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Long live the BJUI

How time flies! It seems like only yesterday that I was appointed the 10th Editor‐in‐Chief of a 90‐year old major surgical journal. We assembled a dynamic team with a clear, modern vision and strategy. As we say goodbye, it is time to reflect fondly on our achievements.

The most read surgical journal on the web?

Of the many ways to measure this, one is the number of downloads of BJUI articles from our publisher Wiley Online Library. This has increased steadily every year, reaching 3 million downloads in 2019 alone. In addition to this we are regarded as pioneers of web‐based publishing and social media. The BJUI itself and its editorial team have a large, devoted following especially on Twitter. Our infographics, podcasts, picture quizzes, polls and videos were deliberately designed to grab an audience with limited time and short attention spans. The BJUI blogs have often been read more than the articles themselves, bringing immediacy, wider engagement and sensible debate. The most visited blog on the death of Nobel Laureate Tagore from prostatic enlargement was read nearly 110 000 times.

To increase the impact of the BJUI

Our impact factor has steadily increased since 2012, reaching the highest in its history and is as close to 5 as it ever has been. This has been achieved by decreasing the acceptance rate to 10% without any form of manipulation. This means that the BJUI papers are now “returnable” to any research excellence exercise of which many exist worldwide. As a clinician–scientist I could not accept anything else in academic circles. The BJUI is the only surgical journal to be rated in the Altmetric top 50 reaching a score of 1469 [1], compared to an average Altmetric score of 3. It is a testament to the hard work of our team above and beyond the impact factor. I suspect that with more fully open access journals such as the BJUI Compass , driven by Plan S, the importance of the impact factor as it now stands, may gradually diminish over time. We have also led on bringing innovation such as Artificial Intelligence [2] into our journal and making science accessible to a clinical audience through our “science made simple” section.

Quality without boundaries

While many of our papers come from the UK, USA and Australia, we have also published the best articles from Uganda, China, Japan, Iran, Korea, India, Pakistan and Peru. We are and remain a global journal, associated with 10 international societies. The NICE guidelines have been well cited over the last 3 years [3] as have the papers in our Trials section and the ever‐popular Guideline of Guidelines [4]. We have managed to co‐publish a number of high‐quality Cochrane reviews including the only one with a maximum AMSTAR score of 11 out of 11 comparing laparoscopic, robotic and open radical prostatectomy [5].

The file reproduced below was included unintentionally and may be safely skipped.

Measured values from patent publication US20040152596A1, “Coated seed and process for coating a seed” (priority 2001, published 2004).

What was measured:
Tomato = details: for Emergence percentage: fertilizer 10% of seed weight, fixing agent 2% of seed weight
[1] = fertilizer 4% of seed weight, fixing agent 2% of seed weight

In this issue of the BJUI , we have published the protocol and curriculum development of the SIMULATE study – the world’s first and only multi‐centre randomised controlled trial of surgical simulation. What started as a BAUS study, expanded worldwide and recruited 1400 cases to see if simulation made better surgeons and improved patient outcomes [6].

The BJUI also brought innovative design from the fashion industry into academic publishing through the Glass magazine. As a parting gift, I therefore thought it fitting to publish a photograph of the courtyard of King’s College London where the SIMULATE trial first started. It was taken on a sunny day on my iPhone with no one in sight because of the pandemic. We have seen the viral crisis as an opportunity to learn from other nations and published a critical review to guide urological care for our colleagues, residents and patients [7].

I take this opportunity to thank a loyal group of friends at the BJUI Editorial offices, our trustees, the Associate and Consulting Editors, our wider editorial team of authors and reviewers and our publisher Wiley. I am proud to hand over the BJUI to my friend Freddie Hamdy in the best state of academic health and creativity.

Professor Dasgupta at his desk in his first month as BJUI Editor‐in‐Chief.

References

  1. Veale D, Miles S, Bramley S et al. Am I normal? A systematic review and construction of nomograms for flaccid/erect penis length and circumference. BJU Int 2015; 115: 978– 86
  2. Chen J, Remulla D, Nguyen JH et al. Current status of artificial intelligence applications in urology and their potential to influence clinical practice. BJU Int 2019; 124: 567– 77
  3. Guidance NICE. – Prostate cancer: diagnosis and management. BJU Int 2019; 124: 9– 26
  4. Sussman RD, Syan R, Brucker B. Guideline of guidelines: urinary incontinence in women. BJU Int 2020; 125: 638– 55
  5. Ilic D, Evans SM, Allan CA et al. Laparoscopic and robot‐assisted vs open radical prostatectomy for the treatment of localized prostate cancer: a Cochrane systematic review. BJU Int 2018; 121: 845– 53
  6. Aydin A, Ahmed K, Van Hemelrijck M et al. Simulation in Urological Training and Education (SIMULATE): Protocol and curriculum development of the first multicentre international randomized controlled trial assessing the transferability of simulation‐based surgical training. BJU Int 2020; 126: 202–11
  7. Puliatti S, Eissa A, Eissa R et al. COVID‐19 and urology: a comprehensive review of the literature. BJU Int 2020; 125: E7– E14
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